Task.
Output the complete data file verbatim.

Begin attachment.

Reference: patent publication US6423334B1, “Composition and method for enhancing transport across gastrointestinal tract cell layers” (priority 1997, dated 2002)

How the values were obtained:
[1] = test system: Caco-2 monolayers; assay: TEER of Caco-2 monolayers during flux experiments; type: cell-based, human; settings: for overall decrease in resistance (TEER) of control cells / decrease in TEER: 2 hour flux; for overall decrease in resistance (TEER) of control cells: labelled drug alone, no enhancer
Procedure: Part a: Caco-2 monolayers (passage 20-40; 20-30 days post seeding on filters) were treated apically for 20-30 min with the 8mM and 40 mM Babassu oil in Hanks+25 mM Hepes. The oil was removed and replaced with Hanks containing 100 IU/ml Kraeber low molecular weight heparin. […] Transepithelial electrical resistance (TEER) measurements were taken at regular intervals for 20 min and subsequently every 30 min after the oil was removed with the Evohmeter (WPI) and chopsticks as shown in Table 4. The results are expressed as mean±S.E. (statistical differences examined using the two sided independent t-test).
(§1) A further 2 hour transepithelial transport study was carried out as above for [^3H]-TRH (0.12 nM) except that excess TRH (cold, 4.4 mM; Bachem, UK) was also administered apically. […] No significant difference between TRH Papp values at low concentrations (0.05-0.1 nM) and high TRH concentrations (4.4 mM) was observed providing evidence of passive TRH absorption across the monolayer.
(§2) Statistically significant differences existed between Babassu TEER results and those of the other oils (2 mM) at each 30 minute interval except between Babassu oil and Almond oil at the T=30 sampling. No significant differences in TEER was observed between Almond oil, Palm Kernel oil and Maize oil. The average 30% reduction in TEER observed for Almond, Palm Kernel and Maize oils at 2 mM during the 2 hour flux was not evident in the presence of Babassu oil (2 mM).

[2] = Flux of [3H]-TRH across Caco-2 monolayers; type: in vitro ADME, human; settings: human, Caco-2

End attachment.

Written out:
Reference: patent publication US6423334B1, “Composition and method for enhancing transport across gastrointestinal tract cell layers” (priority 1997, dated 2002)

How the values were obtained:
[1] = test system: Caco-2 monolayers; assay: TEER of Caco-2 monolayers during flux experiments; type: cell-based, human; settings: for overall decrease in resistance (TEER) of control cells / decrease in TEER: 2 hour flux; for overall decrease in resistance (TEER) of control cells: labelled drug alone, no enhancer
Procedure: Part a: Caco-2 monolayers (passage 20-40; 20-30 days post seeding on filters) were treated apically for 20-30 min with the 8mM and 40 mM Babassu oil in Hanks+25 mM Hepes. The oil was removed and replaced with Hanks containing 100 IU/ml Kraeber low molecular weight heparin. […] Transepithelial electrical resistance (TEER) measurements were taken at regular intervals for 20 min and subsequently every 30 min after the oil was removed with the Evohmeter (WPI) and chopsticks as shown in Table 4. The results are expressed as mean±S.E. (statistical differences examined using the two sided independent t-test).
(§1) A further 2 hour transepithelial transport study was carried out as above for [^3H]-TRH (0.12 nM) except that excess TRH (cold, 4.4 mM; Bachem, UK) was also administered apically. […] No significant difference between TRH Papp values at low concentrations (0.05-0.1 nM) and high TRH concentrations (4.4 mM) was observed providing evidence of passive TRH absorption across the monolayer.
(§2) Statistically significant differences existed between Babassu TEER results and those of the other oils (2 mM) at each 30 minute interval except between Babassu oil and Almond oil at the T=30 sampling. No significant differences in TEER was observed between Almond oil, Palm Kernel oil and Maize oil. The average 30% reduction in TEER observed for Almond, Palm Kernel and Maize oils at 2 mM during the 2 hour flux was not evident in the presence of Babassu oil (2 mM).

[2] = Flux of [3H]-TRH across Caco-2 monolayers; type: in vitro ADME, human; settings: human, Caco-2